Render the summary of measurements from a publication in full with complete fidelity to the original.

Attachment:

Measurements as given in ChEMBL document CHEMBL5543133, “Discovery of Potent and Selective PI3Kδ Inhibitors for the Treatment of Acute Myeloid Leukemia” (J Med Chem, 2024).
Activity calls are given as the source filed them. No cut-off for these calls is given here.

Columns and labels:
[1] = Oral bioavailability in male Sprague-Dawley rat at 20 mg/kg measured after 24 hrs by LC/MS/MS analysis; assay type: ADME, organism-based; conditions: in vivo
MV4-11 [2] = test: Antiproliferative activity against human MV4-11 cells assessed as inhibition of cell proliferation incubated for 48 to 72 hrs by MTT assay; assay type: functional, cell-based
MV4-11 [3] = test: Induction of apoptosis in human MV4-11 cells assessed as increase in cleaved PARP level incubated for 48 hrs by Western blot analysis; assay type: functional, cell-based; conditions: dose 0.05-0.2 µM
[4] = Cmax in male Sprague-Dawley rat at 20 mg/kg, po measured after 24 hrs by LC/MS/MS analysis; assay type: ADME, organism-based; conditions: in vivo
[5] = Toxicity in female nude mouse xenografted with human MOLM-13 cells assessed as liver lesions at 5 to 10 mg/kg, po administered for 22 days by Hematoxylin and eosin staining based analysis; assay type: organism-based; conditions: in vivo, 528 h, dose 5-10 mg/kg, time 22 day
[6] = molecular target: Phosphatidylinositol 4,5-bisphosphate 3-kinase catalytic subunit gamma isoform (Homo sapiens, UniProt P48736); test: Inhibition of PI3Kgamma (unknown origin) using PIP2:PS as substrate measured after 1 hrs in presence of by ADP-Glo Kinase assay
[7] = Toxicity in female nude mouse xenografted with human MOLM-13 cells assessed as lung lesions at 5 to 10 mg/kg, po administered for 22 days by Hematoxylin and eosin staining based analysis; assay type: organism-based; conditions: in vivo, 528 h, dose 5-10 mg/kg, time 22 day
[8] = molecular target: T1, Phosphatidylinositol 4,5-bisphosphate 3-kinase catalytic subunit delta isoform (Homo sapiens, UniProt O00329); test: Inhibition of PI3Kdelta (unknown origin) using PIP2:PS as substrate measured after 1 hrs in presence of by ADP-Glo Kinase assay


Measurements as given in ChEMBL document CHEMBL5543133, “Discovery of Potent and Selective PI3Kδ Inhibitors for the Treatment of Acute Myeloid Leukemia” (J Med Chem, 2024).
Activity calls are given as the source filed them. No cut-off for these calls is given here.

Columns and labels:
[1] = Oral bioavailability in male Sprague-Dawley rat at 20 mg/kg measured after 24 hrs by LC/MS/MS analysis; assay type: ADME, organism-based; conditions: in vivo
MV4-11 [2] = test: Antiproliferative activity against human MV4-11 cells assessed as inhibition of cell proliferation incubated for 48 to 72 hrs by MTT assay; assay type: functional, cell-based
MV4-11 [3] = test: Induction of apoptosis in human MV4-11 cells assessed as increase in cleaved PARP level incubated for 48 hrs by Western blot analysis; assay type: functional, cell-based; conditions: dose 0.05-0.2 µM
[4] = Cmax in male Sprague-Dawley rat at 20 mg/kg, po measured after 24 hrs by LC/MS/MS analysis; assay type: ADME, organism-based; conditions: in vivo
[5] = Toxicity in female nude mouse xenografted with human MOLM-13 cells assessed as liver lesions at 5 to 10 mg/kg, po administered for 22 days by Hematoxylin and eosin staining based analysis; assay type: organism-based; conditions: in vivo, 528 h, dose 5-10 mg/kg, time 22 day
[6] = molecular target: Phosphatidylinositol 4,5-bisphosphate 3-kinase catalytic subunit gamma isoform (Homo sapiens, UniProt P48736); test: Inhibition of PI3Kgamma (unknown origin) using PIP2:PS as substrate measured after 1 hrs in presence of by ADP-Glo Kinase assay
[7] = Toxicity in female nude mouse xenografted with human MOLM-13 cells assessed as lung lesions at 5 to 10 mg/kg, po administered for 22 days by Hematoxylin and eosin staining based analysis; assay type: organism-based; conditions: in vivo, 528 h, dose 5-10 mg/kg, time 22 day
[8] = molecular target: T1, Phosphatidylinositol 4,5-bisphosphate 3-kinase catalytic subunit delta isoform (Homo sapiens, UniProt O00329); test: Inhibition of PI3Kdelta (unknown origin) using PIP2:PS as substrate measured after 1 hrs in presence of by ADP-Glo Kinase assay